Racial Divide for Infant Sleep-Related Deaths

There’s a new study out that’s showing a startling divide among racial groups when it comes to sleep-related deaths.   According to the Chicago Tribune, Researchers at Children’s Memorial Research Center in Cook County, Illinois (near Chicago) found that African-American babies are 12 times more likely to die in their sleep than white infants.  These sleep-related deaths include unintentional suffocation, sudden infant death syndrome (SIDS), and other deaths where the child died in his or her sleep, but the cause was undetermined…

When researchers took a closer look at the undetermined deaths, they found an even more striking racial disparity: African-American infants were almost 17 times more likely to die of unknown sleep-related causes. In most cases, the infants had been sleeping in unsafe situations that put them at risk, such as being placed in a bed with a parent.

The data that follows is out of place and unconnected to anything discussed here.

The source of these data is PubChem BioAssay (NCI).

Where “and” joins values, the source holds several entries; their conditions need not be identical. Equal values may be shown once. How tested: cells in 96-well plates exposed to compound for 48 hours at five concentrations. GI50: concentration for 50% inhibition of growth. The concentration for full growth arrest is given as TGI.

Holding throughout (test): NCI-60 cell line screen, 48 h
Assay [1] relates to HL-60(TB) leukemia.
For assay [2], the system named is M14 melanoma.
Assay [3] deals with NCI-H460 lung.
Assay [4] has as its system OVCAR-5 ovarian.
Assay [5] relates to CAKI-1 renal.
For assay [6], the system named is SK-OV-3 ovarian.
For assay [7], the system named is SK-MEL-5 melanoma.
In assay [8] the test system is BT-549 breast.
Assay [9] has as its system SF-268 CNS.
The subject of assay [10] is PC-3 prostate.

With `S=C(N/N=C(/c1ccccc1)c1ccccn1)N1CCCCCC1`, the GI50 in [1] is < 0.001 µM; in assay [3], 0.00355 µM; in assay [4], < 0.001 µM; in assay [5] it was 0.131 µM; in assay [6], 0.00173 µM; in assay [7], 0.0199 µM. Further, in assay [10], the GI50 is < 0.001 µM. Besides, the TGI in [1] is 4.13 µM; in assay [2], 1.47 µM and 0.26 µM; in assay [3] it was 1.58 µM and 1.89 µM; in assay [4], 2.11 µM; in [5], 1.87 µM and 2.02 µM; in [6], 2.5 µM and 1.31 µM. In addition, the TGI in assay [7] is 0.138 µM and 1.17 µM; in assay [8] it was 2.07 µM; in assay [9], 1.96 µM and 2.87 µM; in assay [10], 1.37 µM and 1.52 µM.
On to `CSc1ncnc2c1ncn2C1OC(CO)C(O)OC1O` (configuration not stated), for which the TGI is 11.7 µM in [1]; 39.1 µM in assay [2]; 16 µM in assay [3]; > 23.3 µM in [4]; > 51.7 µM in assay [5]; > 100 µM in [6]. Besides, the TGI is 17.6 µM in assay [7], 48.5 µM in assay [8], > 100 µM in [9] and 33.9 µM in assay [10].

The study found that 57 percent of the undetermined deaths occurred while the infant was sharing a bed with an adult. Twenty-one percent occurred when the baby was sleeping alone but not in a crib or bassinet — often on a couch or a pillow on the floor. About 8 percent were found in a crib or bassinet and had been put to sleep on their backs, as experts recommend.

Such deaths are relatively rare, but many could be prevented if all infants had a safe place to sleep and parents were educated about safe sleep practices, said Jenifer Cartland, director of the research center’s Child Health Data Lab, which analyzed the data.

Sleep-related deaths in the United States have been on the rise for the last decade, despite a reduction in the number of deaths attributed directly to SIDS.